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3. Don't disappear behind your autoresponder. It can be a good and valuable marketing tool, but that's all it is: a tool. People don't normally have any emotional involvement with a hammer or a clock radio - they're just tools.
Your autoresponder cannot replace you and your personal attention to your prospect. Your sales letters may be warm and fuzzy, while still pushing your product or service, and they are probably as personalized as you can make them. Terrific! But they're still "just" sales letters - very important, but no substitute for you.
A thought (I have them sometimes...): When a prospect opts-out of further autoresponder mailings, email her/him and ask if you can be of service or help find what she/he wants. It may just be person recognized and objected to electronic bulk mail and will buy with some personal attention. Don't harass them, of course.
4. Seek feedback. Don't assume that just because you've provided a place to email you that a prospect will do so. Be proactive (sorry, corporate buzzword), not passive. Ask your prospect what he/she wants, thinks or has questions about. Ask person to drop you a note (Doesn't that sound more personal than email me? It does, too!) and be certain to respond within twenty-four hours. At very least, you might learn about something that needs your attention.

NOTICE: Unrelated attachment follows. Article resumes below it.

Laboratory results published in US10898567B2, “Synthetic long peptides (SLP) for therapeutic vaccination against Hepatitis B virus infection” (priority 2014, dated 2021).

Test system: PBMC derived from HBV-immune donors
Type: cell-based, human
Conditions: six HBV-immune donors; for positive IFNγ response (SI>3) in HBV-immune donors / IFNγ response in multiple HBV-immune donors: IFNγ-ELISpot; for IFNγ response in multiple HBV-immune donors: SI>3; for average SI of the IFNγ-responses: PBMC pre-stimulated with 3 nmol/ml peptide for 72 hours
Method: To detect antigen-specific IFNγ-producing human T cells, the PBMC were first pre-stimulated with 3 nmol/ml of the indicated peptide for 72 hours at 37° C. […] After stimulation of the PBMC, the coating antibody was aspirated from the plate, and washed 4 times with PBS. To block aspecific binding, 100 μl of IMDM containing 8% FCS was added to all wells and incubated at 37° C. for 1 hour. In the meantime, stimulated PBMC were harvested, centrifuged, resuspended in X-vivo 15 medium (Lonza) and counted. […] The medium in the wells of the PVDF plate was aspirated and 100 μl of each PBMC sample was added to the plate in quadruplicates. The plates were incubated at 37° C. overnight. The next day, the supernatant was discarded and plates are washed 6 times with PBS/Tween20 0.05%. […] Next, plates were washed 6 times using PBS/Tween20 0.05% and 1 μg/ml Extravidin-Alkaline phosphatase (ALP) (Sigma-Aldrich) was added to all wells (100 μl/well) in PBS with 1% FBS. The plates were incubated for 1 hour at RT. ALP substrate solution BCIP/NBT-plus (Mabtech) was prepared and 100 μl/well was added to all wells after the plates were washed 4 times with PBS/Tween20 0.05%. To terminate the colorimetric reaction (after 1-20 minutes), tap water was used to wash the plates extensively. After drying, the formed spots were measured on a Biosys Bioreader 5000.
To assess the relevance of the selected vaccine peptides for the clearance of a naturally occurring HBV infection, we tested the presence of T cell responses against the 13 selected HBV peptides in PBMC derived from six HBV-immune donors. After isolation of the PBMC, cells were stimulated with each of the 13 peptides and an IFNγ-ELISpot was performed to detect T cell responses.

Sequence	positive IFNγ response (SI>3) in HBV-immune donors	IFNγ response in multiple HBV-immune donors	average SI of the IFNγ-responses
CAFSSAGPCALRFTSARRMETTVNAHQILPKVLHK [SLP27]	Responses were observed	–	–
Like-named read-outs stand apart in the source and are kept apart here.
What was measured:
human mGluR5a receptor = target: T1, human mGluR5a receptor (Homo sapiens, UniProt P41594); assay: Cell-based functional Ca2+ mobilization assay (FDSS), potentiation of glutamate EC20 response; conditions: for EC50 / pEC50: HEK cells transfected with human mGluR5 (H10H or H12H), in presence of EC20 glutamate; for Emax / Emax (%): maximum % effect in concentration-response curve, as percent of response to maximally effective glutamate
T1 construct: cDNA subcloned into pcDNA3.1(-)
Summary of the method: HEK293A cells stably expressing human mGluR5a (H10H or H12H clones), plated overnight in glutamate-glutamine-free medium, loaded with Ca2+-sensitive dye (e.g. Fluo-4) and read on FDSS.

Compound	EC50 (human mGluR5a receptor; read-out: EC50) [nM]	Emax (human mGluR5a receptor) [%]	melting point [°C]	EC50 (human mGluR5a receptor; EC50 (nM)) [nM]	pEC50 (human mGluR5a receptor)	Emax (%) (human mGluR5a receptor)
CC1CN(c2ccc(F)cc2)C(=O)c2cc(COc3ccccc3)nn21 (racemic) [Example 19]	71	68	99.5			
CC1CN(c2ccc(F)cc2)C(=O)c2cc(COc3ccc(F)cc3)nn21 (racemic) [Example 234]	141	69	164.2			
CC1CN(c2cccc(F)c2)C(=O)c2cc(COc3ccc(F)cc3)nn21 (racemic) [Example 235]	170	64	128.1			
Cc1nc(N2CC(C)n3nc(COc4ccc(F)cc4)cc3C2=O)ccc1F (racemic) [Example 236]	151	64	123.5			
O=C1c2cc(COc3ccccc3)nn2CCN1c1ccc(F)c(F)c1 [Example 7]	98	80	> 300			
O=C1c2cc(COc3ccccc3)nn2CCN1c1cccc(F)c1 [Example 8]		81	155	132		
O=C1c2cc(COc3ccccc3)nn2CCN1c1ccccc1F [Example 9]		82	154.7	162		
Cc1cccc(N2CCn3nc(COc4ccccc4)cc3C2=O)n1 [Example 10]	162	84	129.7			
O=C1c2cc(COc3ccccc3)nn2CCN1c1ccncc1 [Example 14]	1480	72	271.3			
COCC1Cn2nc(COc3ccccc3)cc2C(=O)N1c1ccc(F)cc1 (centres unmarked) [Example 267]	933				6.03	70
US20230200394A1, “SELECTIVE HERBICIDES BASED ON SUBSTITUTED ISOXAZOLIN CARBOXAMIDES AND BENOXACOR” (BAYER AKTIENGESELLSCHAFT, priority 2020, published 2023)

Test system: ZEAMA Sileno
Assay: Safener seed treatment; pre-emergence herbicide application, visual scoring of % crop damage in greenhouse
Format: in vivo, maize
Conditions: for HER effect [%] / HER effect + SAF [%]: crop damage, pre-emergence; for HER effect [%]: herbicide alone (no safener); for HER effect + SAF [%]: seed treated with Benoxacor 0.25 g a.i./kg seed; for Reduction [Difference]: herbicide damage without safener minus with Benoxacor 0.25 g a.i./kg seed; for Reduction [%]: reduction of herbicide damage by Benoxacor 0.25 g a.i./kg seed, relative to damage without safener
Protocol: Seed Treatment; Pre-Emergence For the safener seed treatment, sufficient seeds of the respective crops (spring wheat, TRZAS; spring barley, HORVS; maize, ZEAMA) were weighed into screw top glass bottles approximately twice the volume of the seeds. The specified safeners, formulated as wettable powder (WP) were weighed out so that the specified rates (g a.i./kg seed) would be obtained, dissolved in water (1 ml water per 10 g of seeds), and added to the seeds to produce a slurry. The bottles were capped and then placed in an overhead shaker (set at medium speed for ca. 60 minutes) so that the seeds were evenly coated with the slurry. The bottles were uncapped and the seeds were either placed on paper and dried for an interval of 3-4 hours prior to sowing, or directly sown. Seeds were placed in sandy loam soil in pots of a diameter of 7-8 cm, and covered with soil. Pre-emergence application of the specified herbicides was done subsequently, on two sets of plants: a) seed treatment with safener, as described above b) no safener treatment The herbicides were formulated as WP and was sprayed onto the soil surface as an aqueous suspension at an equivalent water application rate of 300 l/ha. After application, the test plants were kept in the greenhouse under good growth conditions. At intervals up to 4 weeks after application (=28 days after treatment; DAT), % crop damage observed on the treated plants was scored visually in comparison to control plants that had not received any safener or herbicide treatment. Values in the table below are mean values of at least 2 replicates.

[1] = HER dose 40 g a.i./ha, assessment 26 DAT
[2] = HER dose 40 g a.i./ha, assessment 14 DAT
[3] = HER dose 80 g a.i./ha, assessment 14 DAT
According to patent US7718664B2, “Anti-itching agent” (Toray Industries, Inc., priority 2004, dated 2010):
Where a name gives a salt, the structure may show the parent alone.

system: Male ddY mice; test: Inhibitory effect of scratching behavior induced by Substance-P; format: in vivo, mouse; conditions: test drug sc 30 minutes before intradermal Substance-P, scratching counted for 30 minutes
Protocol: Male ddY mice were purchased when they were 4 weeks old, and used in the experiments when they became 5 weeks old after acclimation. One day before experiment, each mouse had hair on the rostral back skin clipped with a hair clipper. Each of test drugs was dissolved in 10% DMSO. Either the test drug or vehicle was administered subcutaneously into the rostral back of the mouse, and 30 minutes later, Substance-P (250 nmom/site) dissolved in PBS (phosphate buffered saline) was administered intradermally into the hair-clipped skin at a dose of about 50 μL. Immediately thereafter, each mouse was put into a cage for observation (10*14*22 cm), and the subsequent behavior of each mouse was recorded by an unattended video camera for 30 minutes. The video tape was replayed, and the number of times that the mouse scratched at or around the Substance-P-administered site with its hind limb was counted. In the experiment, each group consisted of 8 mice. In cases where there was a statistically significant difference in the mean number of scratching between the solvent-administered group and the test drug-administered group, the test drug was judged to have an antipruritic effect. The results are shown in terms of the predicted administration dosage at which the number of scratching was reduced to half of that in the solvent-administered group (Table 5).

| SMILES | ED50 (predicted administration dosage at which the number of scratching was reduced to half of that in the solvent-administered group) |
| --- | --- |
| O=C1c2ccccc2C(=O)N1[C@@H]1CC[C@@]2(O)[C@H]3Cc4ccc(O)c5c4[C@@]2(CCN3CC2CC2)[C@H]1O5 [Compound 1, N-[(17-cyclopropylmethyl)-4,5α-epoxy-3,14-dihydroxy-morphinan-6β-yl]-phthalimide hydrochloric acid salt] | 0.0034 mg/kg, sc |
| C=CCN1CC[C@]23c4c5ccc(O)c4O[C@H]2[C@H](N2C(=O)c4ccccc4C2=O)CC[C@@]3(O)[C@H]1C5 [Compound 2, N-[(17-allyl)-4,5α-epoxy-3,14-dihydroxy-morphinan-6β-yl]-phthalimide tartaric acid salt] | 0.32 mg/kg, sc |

5. Publish an address and phone number where you can be reached. Are you crazy, Butler? Not necessarily. I think doing so is a strong personal statement. It says I'm available to help you, I have nothing to hide and I'll be happy to talk with you. It's a potent confidence-builder. You don't have to plaster it across every page in foot-high characters, just make it easy to find. I think it highly unlikely you'll get many calls or snail mails.
You'll think of other ways to humanize your online business. By all means,use latest technology, if you wish. Just keep in mind you're asking people to part with their money and they want to know they're dealing with a real person in case there's a question or problem. And that person is you.
Kent E. Butler has worked at home since 1994. He edits the Home Based Journal, a free business ezine providing useful info on a wide range of relevant topics. It takes a whole person to wholly succeed. Are you a whole person? Join us! Read an issue and subscribe at http://groups.yahoo.com/group/HomeBasedJournal